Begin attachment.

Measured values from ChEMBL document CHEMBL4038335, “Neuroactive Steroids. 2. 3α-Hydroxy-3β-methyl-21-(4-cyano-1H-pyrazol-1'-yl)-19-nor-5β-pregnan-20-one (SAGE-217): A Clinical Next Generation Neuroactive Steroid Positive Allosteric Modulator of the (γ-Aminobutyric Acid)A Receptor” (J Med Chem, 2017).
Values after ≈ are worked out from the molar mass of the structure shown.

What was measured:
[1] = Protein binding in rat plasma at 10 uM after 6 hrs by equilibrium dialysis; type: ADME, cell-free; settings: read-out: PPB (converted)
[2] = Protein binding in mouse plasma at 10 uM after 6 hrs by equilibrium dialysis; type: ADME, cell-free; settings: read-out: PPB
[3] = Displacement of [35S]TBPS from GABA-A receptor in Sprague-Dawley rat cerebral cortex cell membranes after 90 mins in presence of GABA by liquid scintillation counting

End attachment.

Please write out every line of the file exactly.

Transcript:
Measured values from ChEMBL document CHEMBL4038335, “Neuroactive Steroids. 2. 3α-Hydroxy-3β-methyl-21-(4-cyano-1H-pyrazol-1'-yl)-19-nor-5β-pregnan-20-one (SAGE-217): A Clinical Next Generation Neuroactive Steroid Positive Allosteric Modulator of the (γ-Aminobutyric Acid)A Receptor” (J Med Chem, 2017).
Values after ≈ are worked out from the molar mass of the structure shown.

What was measured:
[1] = Protein binding in rat plasma at 10 uM after 6 hrs by equilibrium dialysis; type: ADME, cell-free; settings: read-out: PPB (converted)
[2] = Protein binding in mouse plasma at 10 uM after 6 hrs by equilibrium dialysis; type: ADME, cell-free; settings: read-out: PPB
[3] = Displacement of [35S]TBPS from GABA-A receptor in Sprague-Dawley rat cerebral cortex cell membranes after 90 mins in presence of GABA by liquid scintillation counting